something so socially awkward vs. something socially so awkward

The sentence below is from http://www.popsci.com/science/article/2010-12/fyi-what-evolutionary-purpose-tickling

Although you might be able to tickle a total stranger, your brain also strongly discourages you from doing something so socially awkward.


Could you tell me if I can use something socially so awkward instead of the words underlined.

I have learned that you usually use adverbs between so and adjectives. But while googling, I found some expressions as below. That is why I ask you this question.

1...he is smart, no language delays, but is socially so awkward ...

2. She does look like Slater and Annie, but her character is socially so awkward I don't think she knows what is happening.

3. The thing that makes me sigh is the fact that he is socially so awkward!


Are those words colored red grammatically correct? If the answer is yes, I think something socially so awkward could be acceptable.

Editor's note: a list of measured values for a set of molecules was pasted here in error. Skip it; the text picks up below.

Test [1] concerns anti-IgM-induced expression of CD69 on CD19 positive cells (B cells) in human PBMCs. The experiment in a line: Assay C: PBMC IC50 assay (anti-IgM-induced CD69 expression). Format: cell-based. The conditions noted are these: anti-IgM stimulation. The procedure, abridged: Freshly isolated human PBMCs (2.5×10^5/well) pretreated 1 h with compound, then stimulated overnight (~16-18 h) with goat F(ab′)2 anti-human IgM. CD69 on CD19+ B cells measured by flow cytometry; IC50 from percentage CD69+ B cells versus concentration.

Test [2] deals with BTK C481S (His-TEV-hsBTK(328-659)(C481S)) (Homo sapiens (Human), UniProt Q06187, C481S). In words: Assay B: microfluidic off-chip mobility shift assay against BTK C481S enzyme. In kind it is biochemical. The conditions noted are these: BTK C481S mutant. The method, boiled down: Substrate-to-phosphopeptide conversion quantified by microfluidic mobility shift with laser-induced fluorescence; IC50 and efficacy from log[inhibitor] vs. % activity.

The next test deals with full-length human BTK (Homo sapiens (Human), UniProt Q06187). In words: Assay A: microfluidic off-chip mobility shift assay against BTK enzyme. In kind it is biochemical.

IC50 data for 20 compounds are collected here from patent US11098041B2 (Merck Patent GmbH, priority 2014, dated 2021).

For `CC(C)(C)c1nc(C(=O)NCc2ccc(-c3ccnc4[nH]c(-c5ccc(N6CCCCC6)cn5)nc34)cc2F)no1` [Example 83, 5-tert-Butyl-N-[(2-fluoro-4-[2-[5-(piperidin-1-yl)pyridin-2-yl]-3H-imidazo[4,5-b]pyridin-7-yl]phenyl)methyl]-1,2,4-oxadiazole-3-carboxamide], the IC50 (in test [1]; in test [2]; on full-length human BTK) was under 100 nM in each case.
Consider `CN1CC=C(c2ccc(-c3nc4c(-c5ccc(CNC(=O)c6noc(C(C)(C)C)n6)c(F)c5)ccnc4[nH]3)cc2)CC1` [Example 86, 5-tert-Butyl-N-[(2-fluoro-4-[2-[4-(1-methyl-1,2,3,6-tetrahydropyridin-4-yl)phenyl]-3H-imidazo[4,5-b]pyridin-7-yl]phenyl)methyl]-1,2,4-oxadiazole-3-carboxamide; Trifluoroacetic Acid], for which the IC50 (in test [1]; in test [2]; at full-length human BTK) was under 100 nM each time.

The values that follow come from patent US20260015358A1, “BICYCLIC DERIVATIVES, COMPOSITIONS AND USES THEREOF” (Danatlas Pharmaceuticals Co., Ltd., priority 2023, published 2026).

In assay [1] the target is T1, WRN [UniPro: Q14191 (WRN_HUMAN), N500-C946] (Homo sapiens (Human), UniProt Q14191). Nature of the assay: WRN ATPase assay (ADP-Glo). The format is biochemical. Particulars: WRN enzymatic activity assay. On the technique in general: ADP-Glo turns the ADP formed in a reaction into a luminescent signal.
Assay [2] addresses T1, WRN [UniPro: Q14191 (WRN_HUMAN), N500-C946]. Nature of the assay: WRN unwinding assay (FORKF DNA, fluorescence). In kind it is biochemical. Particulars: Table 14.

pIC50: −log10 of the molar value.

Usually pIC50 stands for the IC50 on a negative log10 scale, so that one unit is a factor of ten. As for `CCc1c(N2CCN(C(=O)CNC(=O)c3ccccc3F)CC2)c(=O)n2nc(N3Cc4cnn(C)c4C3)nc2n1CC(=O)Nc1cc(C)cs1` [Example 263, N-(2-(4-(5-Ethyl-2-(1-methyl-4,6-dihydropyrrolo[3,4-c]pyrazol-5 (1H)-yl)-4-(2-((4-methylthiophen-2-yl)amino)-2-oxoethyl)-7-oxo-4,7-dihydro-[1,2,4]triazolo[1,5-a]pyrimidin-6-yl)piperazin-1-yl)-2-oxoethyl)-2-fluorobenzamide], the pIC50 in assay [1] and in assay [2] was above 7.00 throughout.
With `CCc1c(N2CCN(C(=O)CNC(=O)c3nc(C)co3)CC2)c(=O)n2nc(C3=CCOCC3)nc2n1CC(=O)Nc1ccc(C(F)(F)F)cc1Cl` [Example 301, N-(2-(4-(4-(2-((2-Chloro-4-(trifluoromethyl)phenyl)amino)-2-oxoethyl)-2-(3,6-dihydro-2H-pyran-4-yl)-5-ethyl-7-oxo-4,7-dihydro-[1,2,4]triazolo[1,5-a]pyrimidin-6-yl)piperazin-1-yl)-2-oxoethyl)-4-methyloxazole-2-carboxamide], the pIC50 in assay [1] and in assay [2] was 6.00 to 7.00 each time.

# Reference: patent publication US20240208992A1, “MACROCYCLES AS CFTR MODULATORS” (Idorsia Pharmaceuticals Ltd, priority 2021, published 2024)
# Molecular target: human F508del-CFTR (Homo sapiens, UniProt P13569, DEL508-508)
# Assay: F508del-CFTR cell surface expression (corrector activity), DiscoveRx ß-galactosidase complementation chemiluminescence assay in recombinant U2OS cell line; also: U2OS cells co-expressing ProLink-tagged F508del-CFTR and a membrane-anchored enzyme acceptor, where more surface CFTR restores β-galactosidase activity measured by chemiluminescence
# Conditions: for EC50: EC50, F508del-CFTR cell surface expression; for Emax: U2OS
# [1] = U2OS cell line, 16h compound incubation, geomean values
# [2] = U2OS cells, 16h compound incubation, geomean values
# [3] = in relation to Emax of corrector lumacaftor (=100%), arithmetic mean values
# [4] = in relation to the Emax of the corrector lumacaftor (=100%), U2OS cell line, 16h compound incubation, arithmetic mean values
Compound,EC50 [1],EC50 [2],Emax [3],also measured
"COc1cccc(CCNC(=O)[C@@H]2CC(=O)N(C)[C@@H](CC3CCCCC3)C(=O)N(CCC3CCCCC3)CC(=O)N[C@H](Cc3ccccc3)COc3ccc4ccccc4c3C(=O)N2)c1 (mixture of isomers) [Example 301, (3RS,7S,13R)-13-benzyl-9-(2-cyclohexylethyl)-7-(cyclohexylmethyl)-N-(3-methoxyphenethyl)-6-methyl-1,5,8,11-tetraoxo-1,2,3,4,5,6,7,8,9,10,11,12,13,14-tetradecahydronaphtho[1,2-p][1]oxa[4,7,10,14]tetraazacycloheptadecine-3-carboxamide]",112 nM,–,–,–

Any comment would be appreciated.
 
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    Senior Member
    American English
    All three of those are correct, but in those cases, "socially" comes after "is." In the original sentence, it comes after "something" – to describe it. I would leave the original as "so socially awkward" and suggest that the word order will depend on the construction of the sentence. A grammarian can no doubt add more to my layman's description. :)
     
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